“Aryl” refers to a cyclic aromatic hydrocarbon moiety having one or more closed ring(s). Examples include without limitation phenyl, benzyl, naphthyl, anthracenyl, phenanthracenyl and biphenyl.

“Heteroaryl” refers to a cyclic aromatic moiety having one or more closed rings with one or more heteroatom(s) (for example, sulfur, nitrogen or oxygen) in at least one ring. Examples include without limitation pyrryl, furanyl, thienyl, pyridinyl, oxazolyl, thiazolyl, benzofuranyl, benzothienyl, benzofuranyl and benzothienyl.

“Halo” refers to a fluoro, chloro, bromo or iodo radical.

“Isosteres” refer to elements, functional groups, substituents, molecules or ions having different molecular formulae but exhibiting similar or identical physical properties. For example, tetrazole is an isostere of carboxylic acid because it mimics the properties of carboxylic acid even though they have different molecular formulae. Typically, two isosteric molecules have similar or identical volumes and shapes. Ideally, isosteric molecules should be isomorphic and able to co-crystallize. Other physical properties that isosteric molecules usually share include boiling point, density, viscosity and thermal conductivity. However, certain properties may be different: dipolar moments, polarity, polarization, size and shape since the external orbitals may be hybridized differently. The term “isosteres” encompasses “bioisosteres.”

“Bioisosteres” are isosteres that, in addition to their physical similarities, share some common biological properties. Typically, bioisosteres interact with the same recognition site or produce broadly similar biological effects.

“Effective amount” refers to the amount required to produce a desired effect, for example: regulating calcium homeostasis; treating a disease, condition in which disregulation of calcium homeostasis is implicated; treating a cardiovascular disease, stroke, epilepsy, ophthalmic disorder or migraine; or inhibiting PDE (for example, PDE-3) or L-type calcium channels.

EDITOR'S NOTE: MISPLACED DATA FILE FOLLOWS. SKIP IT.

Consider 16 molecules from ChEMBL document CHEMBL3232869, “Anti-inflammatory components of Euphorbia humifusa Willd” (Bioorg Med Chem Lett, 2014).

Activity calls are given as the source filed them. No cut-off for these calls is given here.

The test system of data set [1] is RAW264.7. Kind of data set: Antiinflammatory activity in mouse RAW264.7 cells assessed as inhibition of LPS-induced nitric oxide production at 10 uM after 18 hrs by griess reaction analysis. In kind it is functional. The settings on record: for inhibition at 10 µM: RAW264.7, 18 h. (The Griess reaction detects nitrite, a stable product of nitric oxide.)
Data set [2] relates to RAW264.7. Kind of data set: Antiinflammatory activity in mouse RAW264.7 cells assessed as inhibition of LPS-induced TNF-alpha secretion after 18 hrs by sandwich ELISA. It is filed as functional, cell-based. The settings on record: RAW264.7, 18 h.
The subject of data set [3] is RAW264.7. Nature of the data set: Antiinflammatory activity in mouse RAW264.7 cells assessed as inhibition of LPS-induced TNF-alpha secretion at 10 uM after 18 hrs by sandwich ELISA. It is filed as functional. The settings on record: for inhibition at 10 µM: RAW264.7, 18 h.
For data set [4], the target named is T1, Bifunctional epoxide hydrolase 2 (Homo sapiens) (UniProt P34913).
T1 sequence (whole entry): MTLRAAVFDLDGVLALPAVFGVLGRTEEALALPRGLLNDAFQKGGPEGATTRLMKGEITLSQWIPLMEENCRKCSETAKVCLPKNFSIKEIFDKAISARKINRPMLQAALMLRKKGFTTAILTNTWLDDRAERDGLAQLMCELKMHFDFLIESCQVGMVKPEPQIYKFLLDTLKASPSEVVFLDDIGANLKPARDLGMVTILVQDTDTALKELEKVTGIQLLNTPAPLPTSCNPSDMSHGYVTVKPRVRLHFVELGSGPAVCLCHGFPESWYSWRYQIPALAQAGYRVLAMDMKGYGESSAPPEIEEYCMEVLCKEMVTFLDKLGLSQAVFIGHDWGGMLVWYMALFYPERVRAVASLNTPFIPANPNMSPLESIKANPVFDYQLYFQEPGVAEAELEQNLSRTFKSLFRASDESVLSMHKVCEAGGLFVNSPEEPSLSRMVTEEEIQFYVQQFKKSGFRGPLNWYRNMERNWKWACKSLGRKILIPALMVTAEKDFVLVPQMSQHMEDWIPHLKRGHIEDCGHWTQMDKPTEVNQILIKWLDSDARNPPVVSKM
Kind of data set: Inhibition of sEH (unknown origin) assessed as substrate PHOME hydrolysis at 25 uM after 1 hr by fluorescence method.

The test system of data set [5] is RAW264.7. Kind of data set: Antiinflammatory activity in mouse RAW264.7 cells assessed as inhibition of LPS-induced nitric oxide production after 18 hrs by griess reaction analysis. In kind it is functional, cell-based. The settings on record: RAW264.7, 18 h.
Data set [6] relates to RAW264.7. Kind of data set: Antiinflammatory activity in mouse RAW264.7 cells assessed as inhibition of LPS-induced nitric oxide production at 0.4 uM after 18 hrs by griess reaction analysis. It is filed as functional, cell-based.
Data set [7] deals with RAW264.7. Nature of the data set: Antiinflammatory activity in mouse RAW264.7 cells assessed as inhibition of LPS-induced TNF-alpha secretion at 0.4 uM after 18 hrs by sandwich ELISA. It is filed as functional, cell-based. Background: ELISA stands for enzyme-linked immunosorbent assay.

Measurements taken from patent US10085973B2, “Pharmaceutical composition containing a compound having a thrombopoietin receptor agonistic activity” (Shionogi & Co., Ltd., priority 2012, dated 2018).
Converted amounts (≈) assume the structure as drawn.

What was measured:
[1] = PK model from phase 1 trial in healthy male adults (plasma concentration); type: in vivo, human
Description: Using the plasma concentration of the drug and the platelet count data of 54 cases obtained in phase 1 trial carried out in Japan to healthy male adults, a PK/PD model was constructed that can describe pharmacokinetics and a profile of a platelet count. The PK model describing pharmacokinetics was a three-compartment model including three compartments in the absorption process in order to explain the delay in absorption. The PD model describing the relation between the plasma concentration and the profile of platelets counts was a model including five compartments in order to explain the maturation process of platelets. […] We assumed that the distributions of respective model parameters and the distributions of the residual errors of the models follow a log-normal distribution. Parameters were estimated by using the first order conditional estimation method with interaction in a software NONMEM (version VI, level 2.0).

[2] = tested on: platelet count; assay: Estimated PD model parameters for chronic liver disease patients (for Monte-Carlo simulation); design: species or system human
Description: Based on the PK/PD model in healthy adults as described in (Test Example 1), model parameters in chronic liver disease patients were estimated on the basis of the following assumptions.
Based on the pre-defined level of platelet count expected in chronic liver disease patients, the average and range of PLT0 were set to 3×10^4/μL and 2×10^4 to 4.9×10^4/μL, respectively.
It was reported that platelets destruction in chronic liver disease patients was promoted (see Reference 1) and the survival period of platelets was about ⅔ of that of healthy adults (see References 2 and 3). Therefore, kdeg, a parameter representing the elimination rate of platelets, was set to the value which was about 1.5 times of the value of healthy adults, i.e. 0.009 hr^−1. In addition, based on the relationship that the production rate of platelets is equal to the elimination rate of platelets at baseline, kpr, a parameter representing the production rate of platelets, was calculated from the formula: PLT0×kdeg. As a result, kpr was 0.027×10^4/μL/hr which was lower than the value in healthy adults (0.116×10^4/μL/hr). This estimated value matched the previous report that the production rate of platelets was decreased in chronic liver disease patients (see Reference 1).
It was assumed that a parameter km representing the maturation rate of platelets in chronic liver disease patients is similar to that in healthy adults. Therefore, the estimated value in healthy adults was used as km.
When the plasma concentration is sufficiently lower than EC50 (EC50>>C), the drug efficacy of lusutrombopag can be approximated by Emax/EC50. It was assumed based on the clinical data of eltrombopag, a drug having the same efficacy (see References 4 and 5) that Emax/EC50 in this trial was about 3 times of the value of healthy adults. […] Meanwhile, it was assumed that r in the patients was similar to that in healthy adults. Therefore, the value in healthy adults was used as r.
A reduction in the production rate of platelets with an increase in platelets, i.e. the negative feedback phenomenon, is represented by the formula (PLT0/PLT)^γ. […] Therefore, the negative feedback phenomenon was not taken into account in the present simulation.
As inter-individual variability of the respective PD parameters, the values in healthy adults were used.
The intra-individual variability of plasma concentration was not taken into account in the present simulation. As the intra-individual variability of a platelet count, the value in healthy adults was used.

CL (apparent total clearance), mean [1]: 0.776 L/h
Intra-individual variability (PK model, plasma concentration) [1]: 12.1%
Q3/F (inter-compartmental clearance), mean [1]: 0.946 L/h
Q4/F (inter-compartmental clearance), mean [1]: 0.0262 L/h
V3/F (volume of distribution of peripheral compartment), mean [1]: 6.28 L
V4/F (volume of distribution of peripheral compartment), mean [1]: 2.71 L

“Metabolite” refers to a substance produced by metabolism or by a metabolic process.

“Pharmaceutically acceptable carrier” refers to a pharmaceutically acceptable material, composition or vehicle, such as a liquid or solid filler, diluent, excipient or solvent encapsulating material, involved in carrying or transporting the subject compound from one organ, or portion of the body, to another organ or portion of the body. Each carrier is “acceptable” in the sense of being compatible with the other ingredients of the formulation and suitable for use with the patient. Examples of materials that can serve as a pharmaceutically acceptable carrier include without limitation: (1) sugars, such as lactose, glucose and sucrose; (2) starches, such as corn starch and potato starch; (3) cellulose and its derivatives, such as sodium carboxymethyl cellulose, ethyl cellulose and cellulose acetate; (4) powdered tragacanth; (5) malt; (6) gelatin; (7) talc; (8) excipients, such as cocoa butter and suppository waxes; (9) oils, such as peanut oil, cottonseed oil, safflower oil, sesame oil, olive oil, corn oil and soybean oil; (10) glycols, such as propylene glycol; (11) polyols, such as glycerin, sorbitol, mannitol and polyethylene glycol; (12) esters, such as ethyl oleate and ethyl laurate; (13) agar; (14) buffering agents, such as magnesium hydroxide and aluminum hydroxide; (15) alginic acid; (16) pyrogen-free water; (17) isotonic saline; (18) Ringer's solution; (19) ethyl alcohol; (20) pH buffered solutions; (21) polyesters, polycarbonates and/or polyanhydrides; and (22) other non-toxic compatible substances employed in pharmaceutical formulations.